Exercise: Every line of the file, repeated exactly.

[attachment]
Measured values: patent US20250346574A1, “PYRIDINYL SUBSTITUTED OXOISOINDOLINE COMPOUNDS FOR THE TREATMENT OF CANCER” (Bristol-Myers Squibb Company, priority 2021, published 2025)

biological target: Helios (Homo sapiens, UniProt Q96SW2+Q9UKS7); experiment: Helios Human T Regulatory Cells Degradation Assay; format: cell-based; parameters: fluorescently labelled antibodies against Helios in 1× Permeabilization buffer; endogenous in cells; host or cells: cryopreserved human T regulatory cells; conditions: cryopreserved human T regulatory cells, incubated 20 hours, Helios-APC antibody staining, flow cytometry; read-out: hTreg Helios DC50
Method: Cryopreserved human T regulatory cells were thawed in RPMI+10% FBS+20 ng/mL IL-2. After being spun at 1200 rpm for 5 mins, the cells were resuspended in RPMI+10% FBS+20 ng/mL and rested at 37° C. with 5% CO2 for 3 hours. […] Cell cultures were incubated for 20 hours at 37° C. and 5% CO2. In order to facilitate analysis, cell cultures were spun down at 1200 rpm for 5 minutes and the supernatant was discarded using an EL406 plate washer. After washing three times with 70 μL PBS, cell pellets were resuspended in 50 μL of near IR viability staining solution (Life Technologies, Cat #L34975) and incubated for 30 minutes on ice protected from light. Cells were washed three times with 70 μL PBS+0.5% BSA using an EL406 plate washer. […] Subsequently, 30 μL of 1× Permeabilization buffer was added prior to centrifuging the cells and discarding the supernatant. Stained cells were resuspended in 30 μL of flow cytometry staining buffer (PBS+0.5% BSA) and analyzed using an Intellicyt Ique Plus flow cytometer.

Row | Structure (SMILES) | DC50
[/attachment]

Measured values: patent US20250346574A1, “PYRIDINYL SUBSTITUTED OXOISOINDOLINE COMPOUNDS FOR THE TREATMENT OF CANCER” (Bristol-Myers Squibb Company, priority 2021, published 2025)

biological target: Helios (Homo sapiens, UniProt Q96SW2+Q9UKS7); experiment: Helios Human T Regulatory Cells Degradation Assay; format: cell-based; parameters: fluorescently labelled antibodies against Helios in 1× Permeabilization buffer; endogenous in cells; host or cells: cryopreserved human T regulatory cells; conditions: cryopreserved human T regulatory cells, incubated 20 hours, Helios-APC antibody staining, flow cytometry; read-out: hTreg Helios DC50
Method: Cryopreserved human T regulatory cells were thawed in RPMI+10% FBS+20 ng/mL IL-2. After being spun at 1200 rpm for 5 mins, the cells were resuspended in RPMI+10% FBS+20 ng/mL and rested at 37° C. with 5% CO2 for 3 hours. […] Cell cultures were incubated for 20 hours at 37° C. and 5% CO2. In order to facilitate analysis, cell cultures were spun down at 1200 rpm for 5 minutes and the supernatant was discarded using an EL406 plate washer. After washing three times with 70 μL PBS, cell pellets were resuspended in 50 μL of near IR viability staining solution (Life Technologies, Cat #L34975) and incubated for 30 minutes on ice protected from light. Cells were washed three times with 70 μL PBS+0.5% BSA using an EL406 plate washer. […] Subsequently, 30 μL of 1× Permeabilization buffer was added prior to centrifuging the cells and discarding the supernatant. Stained cells were resuspended in 30 μL of flow cytometry staining buffer (PBS+0.5% BSA) and analyzed using an Intellicyt Ique Plus flow cytometer.

Row | Structure (SMILES) | DC50